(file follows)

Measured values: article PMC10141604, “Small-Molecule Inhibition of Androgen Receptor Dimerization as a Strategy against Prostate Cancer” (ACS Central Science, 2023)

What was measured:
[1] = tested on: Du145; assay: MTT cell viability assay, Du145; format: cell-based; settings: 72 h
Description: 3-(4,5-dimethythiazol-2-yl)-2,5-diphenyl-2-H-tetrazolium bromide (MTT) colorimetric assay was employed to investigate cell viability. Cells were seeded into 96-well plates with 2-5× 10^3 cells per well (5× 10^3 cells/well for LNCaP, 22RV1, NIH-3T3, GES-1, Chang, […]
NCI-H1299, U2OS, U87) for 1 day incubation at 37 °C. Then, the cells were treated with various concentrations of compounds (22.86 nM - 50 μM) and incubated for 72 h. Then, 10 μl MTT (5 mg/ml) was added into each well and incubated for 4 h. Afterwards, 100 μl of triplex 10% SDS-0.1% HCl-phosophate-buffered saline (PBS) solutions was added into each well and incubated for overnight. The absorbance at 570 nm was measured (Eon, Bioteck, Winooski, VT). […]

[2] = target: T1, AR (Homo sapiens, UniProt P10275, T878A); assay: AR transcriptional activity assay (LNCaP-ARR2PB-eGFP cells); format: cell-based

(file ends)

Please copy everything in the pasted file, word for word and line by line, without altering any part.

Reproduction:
Measured values: article PMC10141604, “Small-Molecule Inhibition of Androgen Receptor Dimerization as a Strategy against Prostate Cancer” (ACS Central Science, 2023)

What was measured:
[1] = tested on: Du145; assay: MTT cell viability assay, Du145; format: cell-based; settings: 72 h
Description: 3-(4,5-dimethythiazol-2-yl)-2,5-diphenyl-2-H-tetrazolium bromide (MTT) colorimetric assay was employed to investigate cell viability. Cells were seeded into 96-well plates with 2-5× 10^3 cells per well (5× 10^3 cells/well for LNCaP, 22RV1, NIH-3T3, GES-1, Chang, […]
NCI-H1299, U2OS, U87) for 1 day incubation at 37 °C. Then, the cells were treated with various concentrations of compounds (22.86 nM - 50 μM) and incubated for 72 h. Then, 10 μl MTT (5 mg/ml) was added into each well and incubated for 4 h. Afterwards, 100 μl of triplex 10% SDS-0.1% HCl-phosophate-buffered saline (PBS) solutions was added into each well and incubated for overnight. The absorbance at 570 nm was measured (Eon, Bioteck, Winooski, VT). […]

[2] = target: T1, AR (Homo sapiens, UniProt P10275, T878A); assay: AR transcriptional activity assay (LNCaP-ARR2PB-eGFP cells); format: cell-based